Sunshine on a Cloudy Day
The news has been bleak for those of us who support energy freedom and free-market principles. With that in mind we must take solace in any small victory we can. They have been few and far between.
Recently, however, in one week in March, there
were four bits of news worthy of celebration. Observed through the lens of the
big picture, they bring encouragement for the battle and could signal a
reversal in the flow of the tide that swept the current policies into a
position of power. Though virtually overlooked by the media, the specifics
highlighted below represent not just one community's opinion, but encapsulate
thought from a national, Congressional, state, and local perspective.
Back in January Rasmussen released poll data showing that the tide of public opinion regarding global warming had turned—more people now believe that climate change is natural rather than man-made. This single event was found to be a cause célèbre by many, but by itself garnered few headlines. When paired with the recent Gallup Poll reported on March 11, it begins to feel like a trend. The March 18 issue of Time Magazine reported "...climate change may be receding from the public consciousness. A
Next, with Democrats in control, the Omnibus Public Lands Act was expected to pass easily. It would have locked up thousands of acres with known natural resources and prevented their exploration and extraction—including oil, gas, and uranium. Even potential geothermal sites—which can enable one of the few baseload renewable electricity sources—would have been off limits. In January the Senate passed S 22. On March 11, it fell 2 votes short of passage in the US House. Three Democrats and most Republicans voted against it. Even though a similar bill was introduced the following week as HR 146—the fact that S 22 did not sail through could be an indicator of the turning tide.
Here in New Mexico, another victory was had, this time on March 11. In a unanimous decision, the Supreme Court essentially slapped down the Governor's anti-energy policies. The Supreme Court agreed with Marbob Energy Corporation that the Oil Conservation Commission (OCC) had over-stepped its authority in accessing civil penalties against operators for alleged violations of its rules, regulations, and orders. In essence, the OCC writes a ticket for a violation. If you disagreed, it was like arguing with the traffic cop who wrote you the ticket instead of being able to take the matter to court as you would to dispute a speeding ticket. Under the Court's ruling, someone other than the agency that accuses an operator of a violation determines if, in fact, the allegation is correct. If the Supreme Court did not rule as they had, the OCC’s bureaucrats would be in the position of turning process into law—with the accused unable to defend themselves. A victory for energy freedom!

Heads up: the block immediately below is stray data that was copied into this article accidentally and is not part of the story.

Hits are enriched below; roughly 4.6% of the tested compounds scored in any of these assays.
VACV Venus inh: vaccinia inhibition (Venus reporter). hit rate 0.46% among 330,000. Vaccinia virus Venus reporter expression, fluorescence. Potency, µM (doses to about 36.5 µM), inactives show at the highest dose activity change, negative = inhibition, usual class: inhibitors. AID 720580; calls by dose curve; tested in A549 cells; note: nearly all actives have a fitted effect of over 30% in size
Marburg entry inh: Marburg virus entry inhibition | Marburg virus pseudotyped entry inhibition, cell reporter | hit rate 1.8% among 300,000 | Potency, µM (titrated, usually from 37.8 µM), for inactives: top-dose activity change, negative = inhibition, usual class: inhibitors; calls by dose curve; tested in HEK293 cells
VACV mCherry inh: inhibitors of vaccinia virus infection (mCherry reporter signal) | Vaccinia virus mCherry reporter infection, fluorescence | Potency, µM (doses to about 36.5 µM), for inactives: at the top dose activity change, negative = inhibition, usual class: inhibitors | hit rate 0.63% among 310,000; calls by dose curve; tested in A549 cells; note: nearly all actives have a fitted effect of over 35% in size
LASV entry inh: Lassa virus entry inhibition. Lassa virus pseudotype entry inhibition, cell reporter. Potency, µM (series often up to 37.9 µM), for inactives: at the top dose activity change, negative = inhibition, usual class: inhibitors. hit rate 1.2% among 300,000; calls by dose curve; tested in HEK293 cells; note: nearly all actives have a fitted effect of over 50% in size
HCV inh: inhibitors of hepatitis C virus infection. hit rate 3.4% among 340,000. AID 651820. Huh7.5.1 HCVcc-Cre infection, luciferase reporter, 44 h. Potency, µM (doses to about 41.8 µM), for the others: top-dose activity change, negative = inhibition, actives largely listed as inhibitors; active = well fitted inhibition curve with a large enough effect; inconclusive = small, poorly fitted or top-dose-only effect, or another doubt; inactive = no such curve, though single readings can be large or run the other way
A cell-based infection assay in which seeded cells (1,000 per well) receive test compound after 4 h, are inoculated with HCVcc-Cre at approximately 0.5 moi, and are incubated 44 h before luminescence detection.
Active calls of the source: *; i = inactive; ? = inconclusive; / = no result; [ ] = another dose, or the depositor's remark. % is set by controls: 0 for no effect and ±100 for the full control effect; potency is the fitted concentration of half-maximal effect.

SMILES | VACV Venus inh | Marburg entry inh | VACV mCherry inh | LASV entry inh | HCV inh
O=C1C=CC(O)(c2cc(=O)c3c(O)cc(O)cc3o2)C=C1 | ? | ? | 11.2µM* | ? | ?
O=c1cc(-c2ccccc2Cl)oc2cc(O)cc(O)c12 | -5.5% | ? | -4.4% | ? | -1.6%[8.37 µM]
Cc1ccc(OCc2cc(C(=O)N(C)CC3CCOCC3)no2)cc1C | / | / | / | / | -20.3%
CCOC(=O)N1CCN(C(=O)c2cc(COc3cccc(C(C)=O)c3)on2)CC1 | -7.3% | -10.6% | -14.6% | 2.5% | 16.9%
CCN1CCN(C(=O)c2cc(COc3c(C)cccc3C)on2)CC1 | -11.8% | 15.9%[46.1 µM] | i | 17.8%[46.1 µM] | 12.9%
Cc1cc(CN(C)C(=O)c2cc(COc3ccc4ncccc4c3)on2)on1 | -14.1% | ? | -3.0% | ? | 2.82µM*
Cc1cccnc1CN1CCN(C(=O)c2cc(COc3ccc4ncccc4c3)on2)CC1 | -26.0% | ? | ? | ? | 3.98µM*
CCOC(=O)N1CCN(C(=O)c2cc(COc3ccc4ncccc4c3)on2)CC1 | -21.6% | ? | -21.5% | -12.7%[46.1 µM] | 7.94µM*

On the local level, free-market grass roots activists won a battle against additional taxes. In
Whew! We've had a busy few days in mid-March. Individually, each event did not make headlines. But looking at all of them together in proximity to each other is like a ray of sunshine on a cloudy day, giving us hope that the tide might, in fact, be turning.
Marita Noon is the executive director of the Citizens Alliance for Responsible Energy (CARE), a nonprofit organization advocating for citizen rights to energy freedom. She can be reached at email@example.com or www.responsiblenergy.org.
Robin Dozier Otten is President and CEO of RDO Strategic
Consultants, LLC. Robin also serves as the director of the New Mexico Prosperity Project, a non-partisan,
joint effort between
Statement of Policy.
Learn about Mr. Stolyarov's novel, Eden against the Colossus, here.